Growing Cabbage: What Are The Different Varieties?
Cabbage is a native European vegetable that has been cultivated there for thousands of years. Over the years, it has taken on very different forms, but they are all planted and grown in the same way. We suggest you discover the different varieties of cabbage.
A vegetable of European origin
All of the cabbage found on market stalls and in gardens today came from a wild plant that grew on European coasts.
Over the centuries, cabbage has undergone so much breeding that there are now many species and varieties, which thrive in all temperate climates.
Cabbages, which belong to the large Brassicaceae family, are a must in the vegetable garden throughout the fall and winter.
The 8 main types of cabbage
In the vast Brassicaceae family, there are 8 major kinds of cabbage that are widely grown in gardens for their gustatory interest and ease of cultivation.
So here are the 8 kinds of cabbage you can welcome in your vegetable garden:
1- cabbages such as smooth-leaf cabbages and blistered-leaf savoy cabbages. You should also know that red cabbage is a type of cabbage with purplish foliage.
2- the cauliflower and its Italian variant the romanesco cabbage with conical florets so aesthetically pleasing
3- the broccoli which also comes to us from Italy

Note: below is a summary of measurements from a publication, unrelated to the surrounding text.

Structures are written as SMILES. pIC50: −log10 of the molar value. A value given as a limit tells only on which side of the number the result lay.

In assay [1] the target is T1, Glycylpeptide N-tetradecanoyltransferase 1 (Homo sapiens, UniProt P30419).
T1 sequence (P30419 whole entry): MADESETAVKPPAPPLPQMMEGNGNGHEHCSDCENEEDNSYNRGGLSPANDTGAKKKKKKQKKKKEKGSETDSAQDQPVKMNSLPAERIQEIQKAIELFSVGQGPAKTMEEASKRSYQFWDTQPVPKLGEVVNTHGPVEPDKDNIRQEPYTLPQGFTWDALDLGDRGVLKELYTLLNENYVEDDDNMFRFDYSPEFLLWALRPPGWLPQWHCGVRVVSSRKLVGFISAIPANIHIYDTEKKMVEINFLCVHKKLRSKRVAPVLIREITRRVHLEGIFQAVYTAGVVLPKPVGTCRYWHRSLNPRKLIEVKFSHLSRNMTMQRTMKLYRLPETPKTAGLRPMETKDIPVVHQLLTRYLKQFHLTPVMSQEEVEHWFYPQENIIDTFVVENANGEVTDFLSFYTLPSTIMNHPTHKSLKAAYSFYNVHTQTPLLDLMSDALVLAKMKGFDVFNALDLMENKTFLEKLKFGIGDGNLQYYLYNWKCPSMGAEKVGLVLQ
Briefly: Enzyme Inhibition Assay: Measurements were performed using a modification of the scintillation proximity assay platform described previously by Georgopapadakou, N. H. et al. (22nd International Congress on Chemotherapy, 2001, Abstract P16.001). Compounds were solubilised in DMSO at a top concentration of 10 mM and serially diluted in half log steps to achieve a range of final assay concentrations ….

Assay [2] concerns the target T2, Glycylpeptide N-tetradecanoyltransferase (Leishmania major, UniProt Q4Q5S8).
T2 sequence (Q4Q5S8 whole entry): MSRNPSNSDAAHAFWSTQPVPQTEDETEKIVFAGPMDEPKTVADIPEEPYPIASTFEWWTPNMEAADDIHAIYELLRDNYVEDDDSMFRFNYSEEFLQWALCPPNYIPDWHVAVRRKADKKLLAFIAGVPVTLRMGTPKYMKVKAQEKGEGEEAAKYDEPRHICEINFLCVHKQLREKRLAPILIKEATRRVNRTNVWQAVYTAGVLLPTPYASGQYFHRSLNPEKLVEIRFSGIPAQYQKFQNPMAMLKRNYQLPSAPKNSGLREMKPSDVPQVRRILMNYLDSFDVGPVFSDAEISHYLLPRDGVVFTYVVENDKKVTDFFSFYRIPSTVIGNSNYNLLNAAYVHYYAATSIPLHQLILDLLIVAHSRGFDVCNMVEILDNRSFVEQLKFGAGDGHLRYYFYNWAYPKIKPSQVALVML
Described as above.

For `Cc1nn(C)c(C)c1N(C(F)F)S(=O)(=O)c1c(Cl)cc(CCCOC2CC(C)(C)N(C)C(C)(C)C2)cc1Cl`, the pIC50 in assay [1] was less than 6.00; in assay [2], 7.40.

4- the Brussels sprout which is shaped like a tree one meter high. Its advantage is that it can be harvested throughout the winter.
5- Chinese cabbage: there are mainly two types (pe-tsai and bok choy), one of which resembles romaine lettuce and the other... chard!
6- Kohlrabi which looks like a turnip and comes in several white or purple varieties
7- kale or green cabbage, nowadays very fashionable under the name of kale
8- the perennial Daubenton's cabbage which is also currently in vogue, but was once used as a fodder plant to feed livestock.
Easy to grow leafy vegetables
Cabbages are hardy plants that like deep, cool, rather chalky soil.
All cabbages, except Brussels sprouts, prefer fairly well-smoked soil. When starting, remember to hoe to clean the soil at the foot of your young plants. Afterwards, their large leaves will prevent the growth of weeds.
Take advantage of hoeing to boot the cabbages, i.e. to bring the soil back to their foot so that they have a better anchorage.
They enjoy exposure to full sun, but fear long periods of drought. That's why you'll need to make sure you water them regularly from spring to autumn, so as to keep the soil cool.
Growing vegetables from the Brassicaceae family is fairly easy. Their main drawback is that they attract various insects such as cabbage flies, cabbageworms and cabbage aphids.
Vegetables with multiple benefits
As the above list demonstrates, cabbages offer a wide range of shapes and flavors.
They are very interesting to gardeners because of their diversity and ease of cultivation but also for their taste and nutritional qualities.
In the vast Brassicaceae family, some can be eaten raw, while others can be cooked. But all have an impressive nutritional wealth.
The vegetables of this family are indeed known for their richness in antioxidants that protect cells from aging. This is particularly true of broccoli, which is a champion in flavonoids and carotenoids.
These unjustly ignored leafy vegetables also contain calcium, vitamin K, vitamin B9 and an interesting proportion of fibre which helps intestinal transit.
So, if you don't know how to decorate your garden this winter, plant cabbage!